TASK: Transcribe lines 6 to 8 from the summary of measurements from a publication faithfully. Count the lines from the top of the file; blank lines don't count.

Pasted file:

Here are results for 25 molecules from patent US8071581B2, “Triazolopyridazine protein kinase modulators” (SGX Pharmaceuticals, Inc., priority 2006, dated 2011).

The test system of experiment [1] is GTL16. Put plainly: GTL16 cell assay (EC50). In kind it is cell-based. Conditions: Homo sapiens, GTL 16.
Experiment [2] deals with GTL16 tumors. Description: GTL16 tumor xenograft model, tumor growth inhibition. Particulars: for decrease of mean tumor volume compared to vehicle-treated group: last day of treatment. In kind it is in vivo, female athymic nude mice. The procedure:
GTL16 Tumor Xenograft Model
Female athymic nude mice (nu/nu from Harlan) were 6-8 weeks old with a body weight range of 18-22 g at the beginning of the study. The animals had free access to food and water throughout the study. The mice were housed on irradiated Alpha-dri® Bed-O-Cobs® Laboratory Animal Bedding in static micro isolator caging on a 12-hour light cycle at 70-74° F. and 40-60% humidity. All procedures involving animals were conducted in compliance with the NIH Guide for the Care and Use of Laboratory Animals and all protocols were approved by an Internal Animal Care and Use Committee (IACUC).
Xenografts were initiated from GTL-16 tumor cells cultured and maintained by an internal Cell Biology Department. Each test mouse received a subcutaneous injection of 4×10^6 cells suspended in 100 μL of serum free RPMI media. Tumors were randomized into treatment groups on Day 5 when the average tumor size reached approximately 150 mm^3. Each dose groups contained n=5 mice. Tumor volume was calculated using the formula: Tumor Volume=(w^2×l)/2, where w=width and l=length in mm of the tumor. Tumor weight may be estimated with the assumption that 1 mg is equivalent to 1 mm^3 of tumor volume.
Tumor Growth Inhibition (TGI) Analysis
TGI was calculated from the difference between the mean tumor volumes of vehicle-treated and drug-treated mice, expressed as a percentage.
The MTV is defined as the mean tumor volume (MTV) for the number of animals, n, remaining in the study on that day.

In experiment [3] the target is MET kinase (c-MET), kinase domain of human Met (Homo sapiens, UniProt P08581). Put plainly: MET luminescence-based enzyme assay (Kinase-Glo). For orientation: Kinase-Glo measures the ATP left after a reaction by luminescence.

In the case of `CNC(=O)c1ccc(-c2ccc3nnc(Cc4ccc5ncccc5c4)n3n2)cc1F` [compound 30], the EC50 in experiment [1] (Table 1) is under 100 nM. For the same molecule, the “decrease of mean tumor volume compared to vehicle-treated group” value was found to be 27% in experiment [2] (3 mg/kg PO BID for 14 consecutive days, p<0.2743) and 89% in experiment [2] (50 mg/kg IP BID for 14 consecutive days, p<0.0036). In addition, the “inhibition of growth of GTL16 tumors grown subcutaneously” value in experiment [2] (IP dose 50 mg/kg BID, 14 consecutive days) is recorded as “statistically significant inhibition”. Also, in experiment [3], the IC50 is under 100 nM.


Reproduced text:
Xenografts were initiated from GTL-16 tumor cells cultured and maintained by an internal Cell Biology Department. Each test mouse received a subcutaneous injection of 4×10^6 cells suspended in 100 μL of serum free RPMI media. Tumors were randomized into treatment groups on Day 5 when the average tumor size reached approximately 150 mm^3. Each dose groups contained n=5 mice. Tumor volume was calculated using the formula: Tumor Volume=(w^2×l)/2, where w=width and l=length in mm of the tumor. Tumor weight may be estimated with the assumption that 1 mg is equivalent to 1 mm^3 of tumor volume.
Tumor Growth Inhibition (TGI) Analysis
TGI was calculated from the difference between the mean tumor volumes of vehicle-treated and drug-treated mice, expressed as a percentage.